This is an important contribution and a radical departure from the received wisdom about the current crisis in Ireland.

There is a hackneyed narrative in Ireland and beyond which lays the blame for the economic and social collapse at the door of venal politicians and their paymasters among the property speculators, with the banks cast in the role of the indispensable vehicle for keeping both the speculators and reputation of politicians afloat.

All this is true but fails to address how this arose. Through a series of lively chapters dealing with specific aspects of society, McCabe is able to trace the origins of the current crisis to the society inherited at Partiton. This society itself is a product of colonialsim, and one which is far from having been eradicated in the Irish Republic.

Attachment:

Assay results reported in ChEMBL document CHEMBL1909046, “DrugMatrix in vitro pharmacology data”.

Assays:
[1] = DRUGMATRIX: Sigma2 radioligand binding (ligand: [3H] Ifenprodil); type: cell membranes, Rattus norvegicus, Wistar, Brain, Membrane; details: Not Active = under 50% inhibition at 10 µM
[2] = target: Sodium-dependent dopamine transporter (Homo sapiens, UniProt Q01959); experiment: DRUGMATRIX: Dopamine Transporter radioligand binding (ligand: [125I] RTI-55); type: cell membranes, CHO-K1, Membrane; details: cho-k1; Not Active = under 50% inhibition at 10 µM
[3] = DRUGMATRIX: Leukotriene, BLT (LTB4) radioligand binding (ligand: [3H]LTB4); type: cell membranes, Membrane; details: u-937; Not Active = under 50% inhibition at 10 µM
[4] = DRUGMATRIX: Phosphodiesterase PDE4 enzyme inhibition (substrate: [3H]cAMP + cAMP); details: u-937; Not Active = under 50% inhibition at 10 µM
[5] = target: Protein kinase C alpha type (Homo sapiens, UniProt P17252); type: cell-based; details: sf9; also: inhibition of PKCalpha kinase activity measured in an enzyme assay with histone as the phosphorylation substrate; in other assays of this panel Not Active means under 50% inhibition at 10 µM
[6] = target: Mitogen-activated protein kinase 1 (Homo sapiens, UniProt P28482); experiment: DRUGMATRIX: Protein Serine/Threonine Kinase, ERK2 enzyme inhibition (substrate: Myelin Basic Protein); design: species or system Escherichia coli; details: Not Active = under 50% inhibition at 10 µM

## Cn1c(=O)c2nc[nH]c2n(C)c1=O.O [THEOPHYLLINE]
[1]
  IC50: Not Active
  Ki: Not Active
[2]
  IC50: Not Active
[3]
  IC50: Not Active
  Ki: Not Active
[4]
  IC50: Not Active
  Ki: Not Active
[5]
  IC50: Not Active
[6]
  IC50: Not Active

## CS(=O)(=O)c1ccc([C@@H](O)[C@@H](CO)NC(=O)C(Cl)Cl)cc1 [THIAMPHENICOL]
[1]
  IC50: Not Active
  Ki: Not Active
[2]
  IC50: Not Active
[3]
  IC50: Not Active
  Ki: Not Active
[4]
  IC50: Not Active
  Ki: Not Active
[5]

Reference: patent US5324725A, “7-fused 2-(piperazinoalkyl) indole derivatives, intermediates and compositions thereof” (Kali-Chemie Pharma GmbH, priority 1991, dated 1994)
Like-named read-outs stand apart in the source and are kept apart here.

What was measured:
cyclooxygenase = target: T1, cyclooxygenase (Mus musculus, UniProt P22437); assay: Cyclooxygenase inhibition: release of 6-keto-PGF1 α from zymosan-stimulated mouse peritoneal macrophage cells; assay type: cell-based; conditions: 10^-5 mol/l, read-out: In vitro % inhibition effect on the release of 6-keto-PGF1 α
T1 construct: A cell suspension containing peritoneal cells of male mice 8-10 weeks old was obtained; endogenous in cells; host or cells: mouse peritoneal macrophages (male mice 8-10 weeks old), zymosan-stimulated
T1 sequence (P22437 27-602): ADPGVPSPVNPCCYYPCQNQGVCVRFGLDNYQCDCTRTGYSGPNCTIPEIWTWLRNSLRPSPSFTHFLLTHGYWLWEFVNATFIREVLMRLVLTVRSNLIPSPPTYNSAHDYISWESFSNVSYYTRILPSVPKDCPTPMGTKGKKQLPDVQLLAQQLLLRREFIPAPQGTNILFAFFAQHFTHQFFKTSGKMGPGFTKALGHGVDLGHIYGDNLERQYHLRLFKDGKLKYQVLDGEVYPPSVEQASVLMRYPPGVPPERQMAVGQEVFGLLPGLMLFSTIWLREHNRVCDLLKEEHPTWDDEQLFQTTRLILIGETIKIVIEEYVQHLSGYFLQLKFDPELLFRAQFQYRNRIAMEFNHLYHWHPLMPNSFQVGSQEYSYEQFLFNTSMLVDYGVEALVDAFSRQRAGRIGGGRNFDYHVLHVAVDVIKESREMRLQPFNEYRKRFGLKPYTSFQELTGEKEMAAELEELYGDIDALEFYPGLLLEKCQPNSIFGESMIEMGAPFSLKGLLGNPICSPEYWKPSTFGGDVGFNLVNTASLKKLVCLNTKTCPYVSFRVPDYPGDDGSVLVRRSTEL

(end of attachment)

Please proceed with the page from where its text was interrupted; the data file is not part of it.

A very valuable starting-point, then, for an analysis of the inheritiance of colonialsim and hos it still infects the whole of Irish society, focusing on the jurisdiction south of the border.
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7 of 7 people found the following review helpful
4.0 out of 5 stars Adds a perspective with genuine depth and detail 5 Sept. 2011
The mantra from politicians who were at the helm when the 2008/2009 crisis broke in Ireland often was, and still is, one of blaming the broader collective of the general population for 'loosing the run of themselves' in a time of recent prosperity.

The logic, it seems, is that if everyone is guilty, then no one is, and that crucially the genesis for the crisis, in the shape of the Celtic Tiger, came upon us so quickly in the 90s that we were all wrong footed.